Sometimes, the marriage of content strategy and user experience can be a tricky thing. The relationship forces an individual primarily focused on making a site usable, functional and beautiful to play nice with a strategist, who is focused on what populates that lovely work of code. Often times the two practices seem to be at constant odds with one another, but when content strategy and user experience work with common purpose (to make the Web a more usable place), amazing things can happen.
The secret to a happy and healthy UX/Content Strategy marriage comes not only with shared purpose, but lies within the ability for one to be an advocate for the other’s work. I can say with no reservations that without the guidance of Erika, my partner of the last three years, that my work would have suffered. She makes me appear to be much smarter than I actually am and aside from being a constant advocate for content strategy, you couldn’t ask for a nicer person to have to spend your days with.
So you can imagine how unhappy I am to report that she left me (well, the agency) on Friday.
To say that Erika’s departure is painful is a gross understatement. You see, there’s a special bond (a link if you will) that digital geeks who seriously LOVE building sites share. I believe that we worked so well together because for as long as I’ve known her, Erika has approached Web sites with content in mind.
Erika and I have shared similar paths, as did anyone who began working with code and Web sites in the 90s. At that time, coders had to be cognizant of the content, because there were no other members of a web team. We were the “Webmasters,” “Web Editors” and “Site Masters.” We were the sole owners of the code, the copywriters and the editors of content and the presence we were called upon to create. We had no choice than to be intimately connected to the design and the material that populated it.
It wasn’t until the web started evolving beyond “brochure ware” that we were called to start thinking about content differently for web users. During that time, UX started down a different path and content strategy began to emerge, but for Erika, and many other UX pros, content strategy was already embedded into their DNA and they’re better for it.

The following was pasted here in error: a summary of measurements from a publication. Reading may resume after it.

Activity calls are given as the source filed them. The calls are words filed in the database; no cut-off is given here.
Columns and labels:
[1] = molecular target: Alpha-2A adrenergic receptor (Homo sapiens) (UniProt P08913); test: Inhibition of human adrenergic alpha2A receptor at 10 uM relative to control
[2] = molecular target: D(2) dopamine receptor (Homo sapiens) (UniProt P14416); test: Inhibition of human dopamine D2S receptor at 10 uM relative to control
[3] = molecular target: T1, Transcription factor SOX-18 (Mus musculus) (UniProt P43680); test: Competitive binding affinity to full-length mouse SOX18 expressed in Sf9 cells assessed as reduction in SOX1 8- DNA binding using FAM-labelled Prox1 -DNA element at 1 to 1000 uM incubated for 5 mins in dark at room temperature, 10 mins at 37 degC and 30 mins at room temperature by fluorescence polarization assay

Recently, the explosion of focus on content strategy has brought much attention to the space and folks who didn’t have this early experience in design (and even several who did) are starting to get territorial over deliverables and responsibilities. A lot of content strategists and UX pros have started writing about the relationship and exploring it in greater detail. For the most part, I believe the discussions have been positive.
Two strong examples of the positive looks that come to mind include: Kristina Halvorson’s article for UX Mag and my Campbell-Ewald colleague Chris Moritz’s talk on the Overlaps and Underpinnings of CS and UX.
These are great places to start and both remind us that there is room for both the user experience professional and the content strategist to do their work. We just have to remember that we all have a common goal … to make the Web a more useful and usable place.
Consequently, Campbell-Ewald is looking for a top-notch information architect. You’ll get to work alongside people who love the interactive space and are doing some fantastic work in content strategy and interactive design. Check out the job listing and come work with us in the Mitten: Information Architect Job Posting.
Hug your IA today!